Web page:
Experience the Diversity of the Great Basin
Taking a drive along the Wheeler Peak Scenic Drive is a highlight of any visit to Great Basin National Park. A true mountain road, the scenic drive hugs the mountains of the South Snake Range, slowly winding you to a point above all others, where vistas reach the horizon, and one is met with a pristine view of the rugged & harsh, yet beautiful, Great Basin Desert.
Check out the Self Guided Auto Tour "Great Basin Life Zones" on the official NPS app for a journey through the unique ecosystems you'll encounter on the road to 10,000 feet!
Driving into the CloudsStarting at the Park boundary on Nevada Highway 488, the Wheeler Peak Scenic Drive takes you on a paved 12 mile, out and back road to an elevation exceeding 10,000 feet above sea level, to the face of Wheeler Peak. Along this 12 mile road, you will gain over 4,000 feet in elevation, and cross through numerous ecological zones, the equivalent of driving from Baker, Nevada, to the frozen Yukon, thousands of miles to the north. As you leave the Great Basin Desert, you will be amazed as to the diversity of life that lives just feet above the barren desert beneath. It is not uncommon to see mule deer, marmots, coyotes, and jackrabbits as you climb along the road.
Starting the drive by the Lehman Caves Visitor Center, you are already at an elevation of 7,000 feet above sea level. Here you are driving through a typical Great Basin eco-region that is dominated by the low-lying sagebrush. Look closely, and you will see that it is not one, but multiple different species of sagebrush that cover the flats, all competing for valuable water and nutrients. If you are lucky enough to catch a summer rain shower, you will smell the sage filling the air.
Stands of Pinyon PineAs you leave the sagebrush, you will notice some drastic changes as the low shrubs are replaced by taller and taller pine trees. By 8,000 feet, you are passing through a prime example of a pristine Pinyon/Juniper woodland ecological zone. Look closely, and you will see subtle differences between these two common trees. Pinyon pines have sharp, round needles emerging singly from the tree stem, while juniper needles are very short and lay close together, giving the appearance of scales.
Mountain Mahogany Wilderness
Ascending out of the pinyon/juniper ecological zone at around 8,500 feet above sea level, one begins to encounter some scrappy, rough looking trees, known as the Curleaf Mountain Mahogany. Look closely at their leaves, and you will discover small, waxy leaves that curl down at the edges, just as the name suggests. In late summer, you might see branches covered with delicate, fuzzy spirals as the trees prepare to release their seeds. The sign of human impact is noticeable in these parts, as large stands of mountain mahogany were cleared to support the early miners of the area.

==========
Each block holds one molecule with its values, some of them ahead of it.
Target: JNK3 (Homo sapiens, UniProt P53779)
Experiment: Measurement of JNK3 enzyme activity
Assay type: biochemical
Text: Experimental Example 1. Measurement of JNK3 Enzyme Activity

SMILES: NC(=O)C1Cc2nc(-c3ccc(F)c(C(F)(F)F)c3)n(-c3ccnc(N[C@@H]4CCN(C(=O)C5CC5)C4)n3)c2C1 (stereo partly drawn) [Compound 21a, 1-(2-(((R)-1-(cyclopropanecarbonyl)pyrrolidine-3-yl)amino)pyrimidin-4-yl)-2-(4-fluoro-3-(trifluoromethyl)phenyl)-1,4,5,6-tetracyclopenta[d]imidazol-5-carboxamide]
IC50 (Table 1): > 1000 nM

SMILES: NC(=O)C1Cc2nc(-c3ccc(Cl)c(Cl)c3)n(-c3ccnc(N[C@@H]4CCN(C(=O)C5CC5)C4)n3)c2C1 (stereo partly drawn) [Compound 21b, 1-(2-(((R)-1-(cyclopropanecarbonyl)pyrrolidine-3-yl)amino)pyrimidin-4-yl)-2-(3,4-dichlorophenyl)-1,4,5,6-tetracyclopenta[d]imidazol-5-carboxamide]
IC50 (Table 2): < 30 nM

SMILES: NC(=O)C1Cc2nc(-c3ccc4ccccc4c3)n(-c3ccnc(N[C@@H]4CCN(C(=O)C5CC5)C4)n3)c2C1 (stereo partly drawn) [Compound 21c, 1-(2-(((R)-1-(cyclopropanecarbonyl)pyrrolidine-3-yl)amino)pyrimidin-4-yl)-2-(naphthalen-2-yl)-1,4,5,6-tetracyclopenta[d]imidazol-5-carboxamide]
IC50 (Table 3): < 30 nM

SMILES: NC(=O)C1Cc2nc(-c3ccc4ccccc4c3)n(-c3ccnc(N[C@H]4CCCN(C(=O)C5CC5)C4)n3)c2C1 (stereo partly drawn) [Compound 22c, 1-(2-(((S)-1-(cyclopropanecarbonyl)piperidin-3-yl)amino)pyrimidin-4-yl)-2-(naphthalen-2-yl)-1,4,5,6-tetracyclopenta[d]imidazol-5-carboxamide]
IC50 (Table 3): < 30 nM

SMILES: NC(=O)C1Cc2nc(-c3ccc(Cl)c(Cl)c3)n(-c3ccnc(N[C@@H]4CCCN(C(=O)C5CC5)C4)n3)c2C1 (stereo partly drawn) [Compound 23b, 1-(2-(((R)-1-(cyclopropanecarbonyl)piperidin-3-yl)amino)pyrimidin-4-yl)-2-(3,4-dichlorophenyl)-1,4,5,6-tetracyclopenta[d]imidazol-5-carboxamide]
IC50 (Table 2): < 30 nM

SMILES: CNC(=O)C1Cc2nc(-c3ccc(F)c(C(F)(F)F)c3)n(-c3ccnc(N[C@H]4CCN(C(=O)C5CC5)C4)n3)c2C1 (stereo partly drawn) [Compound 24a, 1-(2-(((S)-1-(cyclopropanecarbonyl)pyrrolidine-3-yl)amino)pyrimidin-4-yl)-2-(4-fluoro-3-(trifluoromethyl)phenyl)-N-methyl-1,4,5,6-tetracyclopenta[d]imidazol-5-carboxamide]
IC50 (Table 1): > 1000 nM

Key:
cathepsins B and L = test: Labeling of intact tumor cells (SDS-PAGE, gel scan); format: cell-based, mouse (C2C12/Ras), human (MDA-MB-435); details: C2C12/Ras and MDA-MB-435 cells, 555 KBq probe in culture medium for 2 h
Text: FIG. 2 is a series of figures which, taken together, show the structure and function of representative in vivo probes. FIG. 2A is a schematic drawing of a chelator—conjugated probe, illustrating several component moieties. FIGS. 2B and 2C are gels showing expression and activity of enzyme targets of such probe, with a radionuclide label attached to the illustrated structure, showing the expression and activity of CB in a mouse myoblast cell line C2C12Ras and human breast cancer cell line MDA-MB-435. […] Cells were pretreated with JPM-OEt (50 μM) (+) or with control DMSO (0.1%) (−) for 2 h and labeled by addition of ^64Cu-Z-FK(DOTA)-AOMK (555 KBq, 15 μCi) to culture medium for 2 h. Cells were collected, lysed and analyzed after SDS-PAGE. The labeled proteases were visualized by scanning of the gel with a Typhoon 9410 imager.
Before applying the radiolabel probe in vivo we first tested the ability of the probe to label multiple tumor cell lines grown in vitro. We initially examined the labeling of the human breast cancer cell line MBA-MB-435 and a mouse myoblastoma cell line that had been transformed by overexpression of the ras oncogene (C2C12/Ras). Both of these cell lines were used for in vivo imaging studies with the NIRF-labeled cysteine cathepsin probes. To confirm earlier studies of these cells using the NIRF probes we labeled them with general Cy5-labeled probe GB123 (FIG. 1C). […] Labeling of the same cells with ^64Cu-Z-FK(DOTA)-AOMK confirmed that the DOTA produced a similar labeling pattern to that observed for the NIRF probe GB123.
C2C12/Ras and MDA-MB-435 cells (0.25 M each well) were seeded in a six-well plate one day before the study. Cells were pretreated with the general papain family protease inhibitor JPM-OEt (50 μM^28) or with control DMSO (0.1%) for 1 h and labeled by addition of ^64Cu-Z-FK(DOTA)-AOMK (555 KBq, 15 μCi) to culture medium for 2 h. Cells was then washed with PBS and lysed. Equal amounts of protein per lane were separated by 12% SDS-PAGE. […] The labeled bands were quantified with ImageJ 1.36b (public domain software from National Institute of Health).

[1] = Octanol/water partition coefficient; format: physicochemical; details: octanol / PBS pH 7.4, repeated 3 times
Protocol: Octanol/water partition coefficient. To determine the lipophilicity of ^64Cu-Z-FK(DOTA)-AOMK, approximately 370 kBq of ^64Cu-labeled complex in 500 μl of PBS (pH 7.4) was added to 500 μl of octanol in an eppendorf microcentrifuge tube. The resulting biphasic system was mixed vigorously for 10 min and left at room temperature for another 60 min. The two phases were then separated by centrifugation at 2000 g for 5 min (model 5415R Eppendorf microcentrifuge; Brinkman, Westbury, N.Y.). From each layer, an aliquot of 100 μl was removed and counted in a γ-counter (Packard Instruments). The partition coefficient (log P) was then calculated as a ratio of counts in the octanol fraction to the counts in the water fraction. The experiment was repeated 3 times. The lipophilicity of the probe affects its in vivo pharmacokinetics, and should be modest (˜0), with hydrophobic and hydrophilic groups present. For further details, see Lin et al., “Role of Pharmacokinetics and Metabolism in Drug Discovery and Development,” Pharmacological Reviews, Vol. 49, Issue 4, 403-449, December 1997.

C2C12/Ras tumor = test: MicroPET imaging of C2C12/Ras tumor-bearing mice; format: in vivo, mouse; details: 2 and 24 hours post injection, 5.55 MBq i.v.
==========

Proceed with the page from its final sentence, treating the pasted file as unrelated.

Collections of ConifersBy 9,000 feet, you have left the mountain mahogany , and entered a forest of mixed conifers. As you examine the forest, you will see groves of white fir, Douglas fir, and ponderosa pine. Telling these trees apart is as easy as looking at their needles. White fir has flat needles that arch upwards, Douglas fir has drooping branches with three terminal buds at the end, while ponderosa pine is the large tree with reddish bark and long needles. Stick your nose in the cracks in the bark of the ponderosa pine. You will smell a distinct smell that reminds some of vanilla, and others of butterscotch- you decide for yourself!
Families of Aspens
By the 11th mile, you have reached an altitude of 10,000 feet above sea level. Ecologically, you have entered a region more characteristic of a Rocky Mountain alpine forest than that of the Nevada desert. This sub-alpine forest is dominated by the white-barked aspen tree. Surprisingly, each aspen grove you see can be a single, living organism. Aspens reproduce through cloning by sending runners out underground that become new trees. Because of this, it is common that entire hillsides of aspens are all a single, genetically identical tree.
By the time you reach the Summit Trailhead, you have completed your journey from the harsh sagebrush flats to the surprisingly lush and diverse sub-alpine forests of the Snake Range. In just 12 miles, you have traveled through the same eco-regions that you would have encountered as if you drove from Baker, Nevada to the frozen Yukon, thousands of miles north.
Gateway to the Park
As you travel along the road, take the time to stop at the many pullouts along the way. These paved parking areas highlight some of the important geological and historical highlights of the Great Basin region. Pullouts provide excellent viewing and photography opportunities for Mount Moriah, Lehman Creek, Wheeler Peak, Doso Doyabi Peak, and the Snake Valley below.
Use the Wheeler Peak Scenic drive to access the popular hiking trails to the Alpine Lakes, the bristlecone pine interpretive trail, the Osceola Ditch, and the Wheeler Peak Summit Trailhead.
For Your SafetyPlease use caution while driving the Wheeler Peak Scenic Drive. The narrowness of the road, and the danger of wildlife crossings, limits driving speeds to 35 mph. This speed limit is strictly enforced for your safety, the safety of others, and the safety of the wildlife. When descending, use lower gears to avoid excessive wearing of brakes in an effort to maintain a safe speed. Due to the winding nature of the road, it is illegal to pass traffic along the entire road.
For your safety, please stop only at pullouts. Vehicles and trailers over 24 feet in length are not permitted beyond the Upper Lehman Creek Campground (mile marker 3). During the winter, this road is impassible, and is closed to vehicle traffic at the Upper Lehman Campground. The road is usually open by Memorial Day weekend. Please refer to Current Conditions for updates.
Last updated: July 12, 2023